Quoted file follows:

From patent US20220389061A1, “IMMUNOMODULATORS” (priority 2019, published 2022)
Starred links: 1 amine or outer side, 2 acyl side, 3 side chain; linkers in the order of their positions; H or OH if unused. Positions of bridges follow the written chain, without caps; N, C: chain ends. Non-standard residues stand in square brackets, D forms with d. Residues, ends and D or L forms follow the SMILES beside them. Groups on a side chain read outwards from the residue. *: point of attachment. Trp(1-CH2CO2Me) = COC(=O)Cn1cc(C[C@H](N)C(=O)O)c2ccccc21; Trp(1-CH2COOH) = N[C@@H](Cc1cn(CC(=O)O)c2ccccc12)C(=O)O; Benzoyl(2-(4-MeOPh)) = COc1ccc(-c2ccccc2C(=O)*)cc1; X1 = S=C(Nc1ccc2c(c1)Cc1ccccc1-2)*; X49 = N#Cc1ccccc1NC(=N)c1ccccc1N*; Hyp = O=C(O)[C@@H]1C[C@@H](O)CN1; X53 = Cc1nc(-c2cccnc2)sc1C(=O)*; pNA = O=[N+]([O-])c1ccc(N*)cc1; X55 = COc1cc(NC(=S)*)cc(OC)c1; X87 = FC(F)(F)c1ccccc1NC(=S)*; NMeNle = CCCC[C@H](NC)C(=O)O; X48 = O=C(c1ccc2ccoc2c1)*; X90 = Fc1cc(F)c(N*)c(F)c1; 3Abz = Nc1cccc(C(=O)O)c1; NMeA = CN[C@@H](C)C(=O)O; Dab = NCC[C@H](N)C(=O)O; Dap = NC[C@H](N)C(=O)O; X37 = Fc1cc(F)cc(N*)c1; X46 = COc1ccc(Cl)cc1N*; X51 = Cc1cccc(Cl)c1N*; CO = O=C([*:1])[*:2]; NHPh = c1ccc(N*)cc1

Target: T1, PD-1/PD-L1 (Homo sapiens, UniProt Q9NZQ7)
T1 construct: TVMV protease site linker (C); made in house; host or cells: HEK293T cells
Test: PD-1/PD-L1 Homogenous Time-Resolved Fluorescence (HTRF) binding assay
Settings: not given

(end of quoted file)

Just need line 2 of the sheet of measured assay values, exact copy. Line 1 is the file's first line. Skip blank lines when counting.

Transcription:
Starred links: 1 amine or outer side, 2 acyl side, 3 side chain; linkers in the order of their positions; H or OH if unused. Positions of bridges follow the written chain, without caps; N, C: chain ends. Non-standard residues stand in square brackets, D forms with d. Residues, ends and D or L forms follow the SMILES beside them. Groups on a side chain read outwards from the residue. *: point of attachment. Trp(1-CH2CO2Me) = COC(=O)Cn1cc(C[C@H](N)C(=O)O)c2ccccc21; Trp(1-CH2COOH) = N[C@@H](Cc1cn(CC(=O)O)c2ccccc12)C(=O)O; Benzoyl(2-(4-MeOPh)) = COc1ccc(-c2ccccc2C(=O)*)cc1; X1 = S=C(Nc1ccc2c(c1)Cc1ccccc1-2)*; X49 = N#Cc1ccccc1NC(=N)c1ccccc1N*; Hyp = O=C(O)[C@@H]1C[C@@H](O)CN1; X53 = Cc1nc(-c2cccnc2)sc1C(=O)*; pNA = O=[N+]([O-])c1ccc(N*)cc1; X55 = COc1cc(NC(=S)*)cc(OC)c1; X87 = FC(F)(F)c1ccccc1NC(=S)*; NMeNle = CCCC[C@H](NC)C(=O)O; X48 = O=C(c1ccc2ccoc2c1)*; X90 = Fc1cc(F)c(N*)c(F)c1; 3Abz = Nc1cccc(C(=O)O)c1; NMeA = CN[C@@H](C)C(=O)O; Dab = NCC[C@H](N)C(=O)O; Dap = NC[C@H](N)C(=O)O; X37 = Fc1cc(F)cc(N*)c1; X46 = COc1ccc(Cl)cc1N*; X51 = Cc1cccc(Cl)c1N*; CO = O=C([*:1])[*:2]; NHPh = c1ccc(N*)cc1